It’s time to accept Brexit has failed

Without any meaningful agreement, leaving the EU presents an unacceptable risk.

1744

Noisy criticism has erupted over the petition to revoke Article 50, decrying it as yet another ugly, anti-democratic manifestation of the zombie Remain campaign, that continues to haunt this nation in the guise of forty-year-old centrist dads and Alexa Chung, spread by the ineradicable disease that is the #FBPE Twitter hashtag.

MPs who dare to speak out in support of such a proposal, including the Conservative, SNP, Lib Dem, Plaid Cymru and Independent Group members who signed Joanna Cherry’s resolution to revoke Article 50 (which was put to the Commons yesterday), have been lambasted as traitors throughout the Brexit process. Signatories have been demonised as fanatics, willing to overrule the current of public opinion in their attempt to turn the UK into the vassal state of the EU without mandate.

Yet our current default position – no-deal – would achieve exactly this, placing us instantly into the position of a petitioning poor relative, accepting whatever crust of a trade deal that the US or the EU deign to offer us while lacking any support from the British people or their representatives. Rather than having revoking Article 50 as the default situation in the event that Parliament failed to negotiate a deal that appealed to all members of parliament, we have instead adopted a self-destructive alternative that seems less to do with putting pressure on the EU to offer us a good deal then blackmailing MPs into accepting a highly inferior political and economic relationship.  

Revoking Article 50 was one of the proposals debated in yesterday’s series of indicative votes, along with EEA/EFTA style arrangement and no-deal. It was practically inevitable that both no-deal and Revoke, as the two poles in this debate, would be nixed. Given that each of the other possibilities for our future relationship with the EU – EEA membership, a customs union, Canada-plus, May’s deal itself – have each ridiculed as ‘unicorns’ by some portion of the House, it is unsurprising that none garnered majority support, resulting in the day ending inconclusively.

Putting aside the fact that the government can completely ignore yesterday’s outcomes, Parliament itself has been stymied. Whatever anyone says, there is still a dangerous risk of crashing out on 12th April despite the Commons having twice rejected it. No-deal has no more mandate than revoking (at the time of writing, a petition for leaving with no-deal attracted just under 590,000 signatures, in comparison to Revoke’s 5,935,000 signatures) and will have real detrimental consequences for the entire population of this country that seems the height of naivety to ignore.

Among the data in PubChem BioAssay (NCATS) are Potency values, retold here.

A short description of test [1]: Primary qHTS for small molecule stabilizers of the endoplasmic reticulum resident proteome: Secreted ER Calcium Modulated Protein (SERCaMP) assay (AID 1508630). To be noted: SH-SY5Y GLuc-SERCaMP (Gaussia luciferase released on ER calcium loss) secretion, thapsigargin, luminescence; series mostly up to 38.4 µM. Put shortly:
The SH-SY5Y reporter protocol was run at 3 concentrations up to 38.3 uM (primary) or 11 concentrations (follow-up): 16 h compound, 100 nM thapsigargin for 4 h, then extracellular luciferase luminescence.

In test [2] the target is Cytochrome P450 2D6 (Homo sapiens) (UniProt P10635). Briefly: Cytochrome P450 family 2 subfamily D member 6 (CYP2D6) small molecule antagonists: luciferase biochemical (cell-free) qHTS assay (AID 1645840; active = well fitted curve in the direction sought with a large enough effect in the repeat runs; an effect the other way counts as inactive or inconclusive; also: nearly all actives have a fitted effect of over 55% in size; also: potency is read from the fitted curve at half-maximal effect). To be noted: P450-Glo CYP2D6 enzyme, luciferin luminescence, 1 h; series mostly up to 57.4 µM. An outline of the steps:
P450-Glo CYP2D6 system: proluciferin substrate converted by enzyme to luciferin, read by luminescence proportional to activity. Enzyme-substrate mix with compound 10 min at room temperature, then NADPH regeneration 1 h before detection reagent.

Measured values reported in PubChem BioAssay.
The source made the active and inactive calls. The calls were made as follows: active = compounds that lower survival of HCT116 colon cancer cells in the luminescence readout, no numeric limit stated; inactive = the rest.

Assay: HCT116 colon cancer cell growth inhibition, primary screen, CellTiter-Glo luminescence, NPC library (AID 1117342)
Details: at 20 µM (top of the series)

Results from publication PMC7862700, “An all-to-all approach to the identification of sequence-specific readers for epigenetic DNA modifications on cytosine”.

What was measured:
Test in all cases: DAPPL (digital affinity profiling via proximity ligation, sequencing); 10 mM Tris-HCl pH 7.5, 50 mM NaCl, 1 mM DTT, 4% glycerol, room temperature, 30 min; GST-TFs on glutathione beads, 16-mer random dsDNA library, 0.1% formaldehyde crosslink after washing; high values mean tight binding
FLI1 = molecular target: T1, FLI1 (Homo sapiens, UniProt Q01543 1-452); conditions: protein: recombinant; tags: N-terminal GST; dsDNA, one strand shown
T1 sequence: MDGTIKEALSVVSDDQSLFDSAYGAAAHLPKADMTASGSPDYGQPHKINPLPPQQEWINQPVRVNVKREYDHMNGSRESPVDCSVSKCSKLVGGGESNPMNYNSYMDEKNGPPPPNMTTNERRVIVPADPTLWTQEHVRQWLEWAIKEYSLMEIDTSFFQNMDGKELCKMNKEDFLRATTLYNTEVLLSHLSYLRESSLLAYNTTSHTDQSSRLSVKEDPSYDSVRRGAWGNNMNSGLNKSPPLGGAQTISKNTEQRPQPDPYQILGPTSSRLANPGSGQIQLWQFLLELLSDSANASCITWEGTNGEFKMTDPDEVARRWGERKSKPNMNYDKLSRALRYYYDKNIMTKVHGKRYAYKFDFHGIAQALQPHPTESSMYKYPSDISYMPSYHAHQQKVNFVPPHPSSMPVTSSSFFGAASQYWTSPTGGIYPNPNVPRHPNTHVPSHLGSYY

Like any term remotely related to Brexit, revoking Article 50 means different things to different people. Many of those calling for Article 50 to be revoked are also supporters of a People’s Vote, but conflating the two is a confusion of Brexit outcome and the process by which such an outcome is reached – hence the two were tabled separately yesterday. Personally, I think that any deal that we decide on should be ratified by the British people – whether Revoke/Remain is on the ballot paper or not.

Equally, revoking Article 50 need not require a second referendum: instead, it should be, instead of no-deal, implemented as our default option. Furthermore, while some would like to use revoking Article 50 to give us more time to negotiate a ‘compromise’ with the EU, there is an argument to be made for simply revoking and remaining a member. As pundits keep telling us, we want the government to ‘get on with it’. We have had two years to negotiate Brexit, and we have failed. If we revoke Article 50, it should be a decision to permanently remain. 

This may sound controversial, undemocratic, taboo. This reaction has been created by the narrative that has been sown over the past two years, beginning with Cameron’s initial, perhaps throwaway, mention of the ‘will of the people’ that has served over the last two years to morph our popular conception of democratic principle to mean a fatalistic, blinkered, obstinate adherence to a notion of ‘Leave’ that itself changes meaning from week to week. Even if today’s statistics had not suggested that 55% of peoplewould now vote Remain in a second referendum, in any other situation of proposed change – for instance, in business – if such a change was unachievable, the natural position would always be the status quo. 

Revoking Article 50 after two years of negotiations may sound defeatist. But given that even the series of ‘indicative votes’ yesterday have been branded a “constitutional revolution”, taking back control from the ERG ‘Grand Wizards’, who have been the architects behind the no-deal default, would be an act of strength. Neither, in the event of revoking, would the last two years have been for nothing. Both Leave and Remain voters were chronically ill-informed about the EU and the UK’s current relationship at the time of the initial referendum, that amounted on both sides to a lack of interest in European policy that had always rendered the Union’s actions tainted with accusations of unrepresentativeness.

In our new state of enthusiasm, as the one million marchers proved on Saturday, we are perfectly poised to go back into the European Union with new zeal and urge for greater collaboration. Today’s greatest problems – climate change, migration, populism – transcend national borders, and remaining in the most powerful collaborative bloc on the planet would surely only be a progressive step.